"Jonathan Pennington invites readers to consider anew the First Gospel's Sermon on the Mount. Situating the Sermon's message in the nexus of Second Temple Jewish wisdom and the Greco-Roman virtue traditions, Pennington unlocks the potential of the Sermon for the church in the twenty-first century. Pennington is a model reader, who is attuned to the Matthean Jesus's kingdom-oriented agenda. In his reading, the Sermon bids humans into a way-of-being-in-the-world that produces a foretaste in the present of the whole-person, full-human flourishing promised in the eschaton through the practice of Jesus's words."
Joel Willitts, professor of biblical and theological studies, North Park University
"You have heard it said that the Sermon on the Mount is an impossible ideal, but Jonathan Pennington says to you that it brings blessing and virtue, wholeness and excellence through the wise words of King Jesus. The Sermon on the Mount has informed theological ethics and Christian discipleship for centuries, but often readers have not known quite what to do with these instructions. Pennington here offers a comparative and literary analysis that brilliantly plots the text's portrayal of the good life of the gospel against other portraits of the virtuous life in Jewish and Greco-Roman literature of the day."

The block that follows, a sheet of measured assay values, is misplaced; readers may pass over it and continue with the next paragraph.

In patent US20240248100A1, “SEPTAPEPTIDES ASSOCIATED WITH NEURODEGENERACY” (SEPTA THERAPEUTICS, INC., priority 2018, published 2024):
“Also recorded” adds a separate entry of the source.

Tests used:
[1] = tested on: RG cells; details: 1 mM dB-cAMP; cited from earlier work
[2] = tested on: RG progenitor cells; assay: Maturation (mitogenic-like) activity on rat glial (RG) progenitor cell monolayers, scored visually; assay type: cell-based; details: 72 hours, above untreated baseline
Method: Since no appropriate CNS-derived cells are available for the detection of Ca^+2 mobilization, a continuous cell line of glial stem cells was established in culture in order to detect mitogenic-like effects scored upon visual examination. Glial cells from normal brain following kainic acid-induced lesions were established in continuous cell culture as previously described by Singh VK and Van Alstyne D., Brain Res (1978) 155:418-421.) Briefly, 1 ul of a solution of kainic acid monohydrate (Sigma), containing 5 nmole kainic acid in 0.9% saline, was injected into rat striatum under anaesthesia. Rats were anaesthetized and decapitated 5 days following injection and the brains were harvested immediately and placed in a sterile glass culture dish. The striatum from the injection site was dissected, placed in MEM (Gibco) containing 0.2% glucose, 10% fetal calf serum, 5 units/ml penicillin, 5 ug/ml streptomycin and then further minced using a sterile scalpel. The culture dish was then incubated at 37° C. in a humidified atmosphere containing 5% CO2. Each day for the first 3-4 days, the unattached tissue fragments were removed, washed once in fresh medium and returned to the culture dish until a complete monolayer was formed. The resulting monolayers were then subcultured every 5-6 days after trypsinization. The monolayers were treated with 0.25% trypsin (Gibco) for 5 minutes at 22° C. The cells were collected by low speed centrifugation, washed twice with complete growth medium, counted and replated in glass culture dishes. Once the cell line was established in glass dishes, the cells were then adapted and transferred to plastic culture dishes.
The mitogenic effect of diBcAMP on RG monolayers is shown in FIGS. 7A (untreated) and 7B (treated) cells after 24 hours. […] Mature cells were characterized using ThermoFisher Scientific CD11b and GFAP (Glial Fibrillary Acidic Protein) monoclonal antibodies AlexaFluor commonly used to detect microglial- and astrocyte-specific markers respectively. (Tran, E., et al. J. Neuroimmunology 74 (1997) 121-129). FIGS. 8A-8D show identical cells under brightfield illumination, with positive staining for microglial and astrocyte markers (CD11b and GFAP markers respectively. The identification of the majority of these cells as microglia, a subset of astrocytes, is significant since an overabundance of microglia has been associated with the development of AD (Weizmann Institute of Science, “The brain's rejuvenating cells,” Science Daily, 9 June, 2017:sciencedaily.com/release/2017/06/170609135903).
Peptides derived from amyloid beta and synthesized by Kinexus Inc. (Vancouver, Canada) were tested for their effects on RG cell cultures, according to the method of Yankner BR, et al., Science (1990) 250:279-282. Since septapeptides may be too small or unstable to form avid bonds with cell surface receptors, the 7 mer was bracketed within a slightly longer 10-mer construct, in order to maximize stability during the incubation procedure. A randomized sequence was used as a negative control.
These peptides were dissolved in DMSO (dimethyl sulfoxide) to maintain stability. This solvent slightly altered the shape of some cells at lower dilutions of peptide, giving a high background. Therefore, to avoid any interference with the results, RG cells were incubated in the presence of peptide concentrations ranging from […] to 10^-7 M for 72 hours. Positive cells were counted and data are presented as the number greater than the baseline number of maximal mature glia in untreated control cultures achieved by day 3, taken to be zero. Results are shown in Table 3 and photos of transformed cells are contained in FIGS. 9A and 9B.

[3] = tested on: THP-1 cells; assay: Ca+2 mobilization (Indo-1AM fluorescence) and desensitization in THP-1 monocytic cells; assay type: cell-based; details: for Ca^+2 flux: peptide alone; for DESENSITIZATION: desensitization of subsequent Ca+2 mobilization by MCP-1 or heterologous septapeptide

Michael Allen, Reformed Theological Seminary, Orlando
"Jonathan Pennington has written an exegetically sane and readable commentary on the Sermon on the Mount that also provides a macroscopic reading strategy, focusing on how the Sermon envisions the realization of true human flourishing. Pennington argues what may be surprising to many today: human flourishing does not come by ignoring the law of God but by doing the will of God as whole persons. Pennington recognizes the need for balance between the unique work of Jesus in Matthew--who saves his people from their sins--and the necessity for his disciples to live in accord with the ethics of the kingdom. Pennington's exposition of Jesus's teaching has numerous implications for how we approach life today and deserves careful consideration. For anyone who has ever asked, what is the good life?, here is an answer that interacts robustly with the biblical text in its ancient context. This is a creative, substantive, and worthwhile contribution to the study of the Sermon on the Mount."